I found the steering lock was limited when I first got my Sport but four and a half years later and no dropsies I adjusted my riding style to suit the machine.
My worst injuries ever on a motorcycle was when I tried to make a sharp turn in 5 mph entering the pits after a race. Blame the limited angle before lock on that racer. No cost to repair the bike as it landed on my knee.
My most embarrassing drop was in my backyard in Melbourne, I pulled my G3l matchless out from under the house and put it on the side stand, I turned to close the door and the side stand buried itself into the soft lawn and the bike fell over in slow motion.
I tried everything I could think of to extract it. in the end I had to go to the garden shed and get a shovel. I dug a very large hole in the lawn until I could fold the side stand back an get the bike upright. Fortunately I was alone, even if I had an audience no amount of assistance could have saved me from having to dig the bike out.
Getting on for thirty years ago I rode my brand-new Pan European home from the dealership, switched off and 'paddled' it backwards into my garage. Sat there for a moment, feet down while I adjusted the mirrors into their best position for me then dismounted to the left, lowering the extremely heavy bike on to the sidestand that I'd already put down. Except that I hadn't.
By the time the penny dropped, so did the bike, right on top of me. There was an almighty crash as the knock-off mirror housing hit the garage wall (doing no damage to the housing but a great deal to my composure as I obviously thought I'd smashed my new bike).
Now I was in a bit of a pickle, trapped under what seemed like a ton-and-a-half of Japanese engineering with no one else around. Wonderful stuff, panic-induced adrenalin; giving an almighty heave, of which Geoff Capes himself would have been proud, I somehow managed to raise the bike high enough to allow me to wriggle upright 'twixt bike and garage wall to the point where I could wrestle the leviathan back into a near-vertical position and belatedly deploy that b****y sidestand!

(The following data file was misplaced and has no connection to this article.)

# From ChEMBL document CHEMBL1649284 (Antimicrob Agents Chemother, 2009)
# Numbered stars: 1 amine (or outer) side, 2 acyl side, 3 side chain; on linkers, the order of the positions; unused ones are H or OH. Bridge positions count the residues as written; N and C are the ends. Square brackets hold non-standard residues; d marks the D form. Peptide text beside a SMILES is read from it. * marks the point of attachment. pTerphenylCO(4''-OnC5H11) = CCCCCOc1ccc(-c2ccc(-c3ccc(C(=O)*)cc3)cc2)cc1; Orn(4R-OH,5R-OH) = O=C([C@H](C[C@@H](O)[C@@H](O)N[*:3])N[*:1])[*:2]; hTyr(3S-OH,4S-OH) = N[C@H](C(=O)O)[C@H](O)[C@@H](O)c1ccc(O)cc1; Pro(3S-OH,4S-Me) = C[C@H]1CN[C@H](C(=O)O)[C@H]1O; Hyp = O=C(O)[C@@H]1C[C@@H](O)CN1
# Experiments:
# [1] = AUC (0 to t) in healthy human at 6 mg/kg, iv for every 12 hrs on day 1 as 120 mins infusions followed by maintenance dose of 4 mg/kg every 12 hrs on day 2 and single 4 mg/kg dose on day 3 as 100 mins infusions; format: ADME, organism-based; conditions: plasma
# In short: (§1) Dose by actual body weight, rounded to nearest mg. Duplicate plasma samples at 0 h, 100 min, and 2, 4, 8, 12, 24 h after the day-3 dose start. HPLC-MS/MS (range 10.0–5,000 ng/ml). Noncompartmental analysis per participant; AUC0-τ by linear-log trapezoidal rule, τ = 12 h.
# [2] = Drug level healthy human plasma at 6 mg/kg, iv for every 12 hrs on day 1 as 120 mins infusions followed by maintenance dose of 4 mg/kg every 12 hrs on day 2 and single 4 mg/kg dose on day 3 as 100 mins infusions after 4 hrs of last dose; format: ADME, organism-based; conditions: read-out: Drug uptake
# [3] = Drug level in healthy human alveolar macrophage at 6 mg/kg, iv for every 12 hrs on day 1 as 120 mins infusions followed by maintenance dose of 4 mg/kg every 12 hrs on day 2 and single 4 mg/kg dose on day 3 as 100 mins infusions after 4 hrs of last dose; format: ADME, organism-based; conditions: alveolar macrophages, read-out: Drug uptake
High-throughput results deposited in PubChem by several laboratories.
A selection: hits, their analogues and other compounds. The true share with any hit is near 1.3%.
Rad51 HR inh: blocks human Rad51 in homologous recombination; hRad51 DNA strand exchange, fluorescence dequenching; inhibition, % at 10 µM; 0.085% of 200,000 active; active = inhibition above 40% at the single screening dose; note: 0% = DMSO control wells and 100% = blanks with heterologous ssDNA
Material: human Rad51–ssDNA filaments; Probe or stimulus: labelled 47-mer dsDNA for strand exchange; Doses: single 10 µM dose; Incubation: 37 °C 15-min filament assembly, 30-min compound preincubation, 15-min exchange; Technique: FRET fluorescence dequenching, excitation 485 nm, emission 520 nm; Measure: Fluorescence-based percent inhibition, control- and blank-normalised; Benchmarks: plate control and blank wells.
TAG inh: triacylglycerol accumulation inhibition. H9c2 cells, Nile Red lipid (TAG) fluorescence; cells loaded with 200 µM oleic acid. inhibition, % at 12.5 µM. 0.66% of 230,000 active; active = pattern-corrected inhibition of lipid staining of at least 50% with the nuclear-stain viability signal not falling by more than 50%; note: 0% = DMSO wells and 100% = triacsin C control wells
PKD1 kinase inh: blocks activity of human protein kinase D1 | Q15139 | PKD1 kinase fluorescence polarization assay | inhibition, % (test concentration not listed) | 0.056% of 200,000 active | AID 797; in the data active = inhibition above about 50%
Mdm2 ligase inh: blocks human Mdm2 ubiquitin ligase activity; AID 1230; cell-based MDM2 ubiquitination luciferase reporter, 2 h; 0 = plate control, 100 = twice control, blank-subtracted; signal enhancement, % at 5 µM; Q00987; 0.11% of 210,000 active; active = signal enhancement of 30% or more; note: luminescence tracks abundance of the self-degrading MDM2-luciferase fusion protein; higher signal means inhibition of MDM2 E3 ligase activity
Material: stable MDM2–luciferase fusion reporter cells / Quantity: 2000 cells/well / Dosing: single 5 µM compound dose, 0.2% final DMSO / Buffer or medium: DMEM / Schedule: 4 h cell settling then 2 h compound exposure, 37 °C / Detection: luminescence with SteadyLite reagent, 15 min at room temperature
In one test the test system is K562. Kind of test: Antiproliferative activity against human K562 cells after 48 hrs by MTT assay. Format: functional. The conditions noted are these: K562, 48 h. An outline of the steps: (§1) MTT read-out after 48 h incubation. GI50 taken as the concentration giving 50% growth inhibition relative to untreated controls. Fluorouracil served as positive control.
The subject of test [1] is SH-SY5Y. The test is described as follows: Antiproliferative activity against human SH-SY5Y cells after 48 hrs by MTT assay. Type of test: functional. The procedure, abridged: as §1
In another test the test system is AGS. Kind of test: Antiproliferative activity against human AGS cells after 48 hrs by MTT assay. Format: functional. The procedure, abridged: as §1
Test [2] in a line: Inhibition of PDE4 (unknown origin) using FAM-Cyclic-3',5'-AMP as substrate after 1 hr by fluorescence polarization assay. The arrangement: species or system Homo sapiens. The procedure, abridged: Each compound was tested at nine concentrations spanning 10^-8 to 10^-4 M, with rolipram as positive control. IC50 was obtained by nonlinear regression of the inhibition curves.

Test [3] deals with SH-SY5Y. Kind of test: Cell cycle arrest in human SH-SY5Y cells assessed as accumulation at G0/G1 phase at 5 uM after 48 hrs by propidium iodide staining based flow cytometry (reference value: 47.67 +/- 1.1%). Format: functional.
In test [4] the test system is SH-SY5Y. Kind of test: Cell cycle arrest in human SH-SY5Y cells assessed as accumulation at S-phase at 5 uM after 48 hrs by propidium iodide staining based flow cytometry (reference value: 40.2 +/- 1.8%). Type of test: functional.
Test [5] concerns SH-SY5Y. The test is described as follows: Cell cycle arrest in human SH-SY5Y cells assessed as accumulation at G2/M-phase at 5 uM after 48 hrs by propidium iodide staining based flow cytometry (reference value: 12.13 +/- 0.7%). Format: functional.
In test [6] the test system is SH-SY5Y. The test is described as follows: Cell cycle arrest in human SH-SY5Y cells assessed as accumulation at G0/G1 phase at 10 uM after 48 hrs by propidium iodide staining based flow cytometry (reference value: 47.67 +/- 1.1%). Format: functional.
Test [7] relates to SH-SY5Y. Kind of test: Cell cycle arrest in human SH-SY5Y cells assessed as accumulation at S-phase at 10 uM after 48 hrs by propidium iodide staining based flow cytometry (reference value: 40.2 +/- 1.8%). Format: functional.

It wasn't the last time that I dropped that particular bike, the other occasion was when I stalled the engine as I attempted to pull out at a, fortunately, deserted tee-junction somewhere in the East End; a pssing taxi-driver merely chortled at my predicament through his open window, bless his cockney sense of humour. Again, adrenalin, fuelled this time by embarrassment, came to my rescue and I was able to resume the vertical and my journey home.
Spent a year as a military dispatch rider. On an early winter night ride from point A to point B, i misread the map. A thin line could either be a footpath or a small stream. After half a mile in that stream full of boulders, I had a fall and got stuck under the bike in the middle of nowhere. The feeling of ice cold water up to my waist was not pleasant. Took what seemed to be an eternity, but probably only half an hour, to get my foot loose. Luckily both the map and my torch wasn't drowned. Return in the stream without further problems. Took two days for the leathers to dry.
Thanks, Mikael; it's reassuring to be reminded that there's always someone worse off than yourself - at least I remained dry and warm (a bit too warm, as I recall) throughout my crash landings!
Hello I do not believe that this footage was taken out of context it was just unfortunate for his owner to have this incident it could turn out to of been more serious than it was I do hope he was OK and no damage done to the bike. He will not forget this experience yours Anna j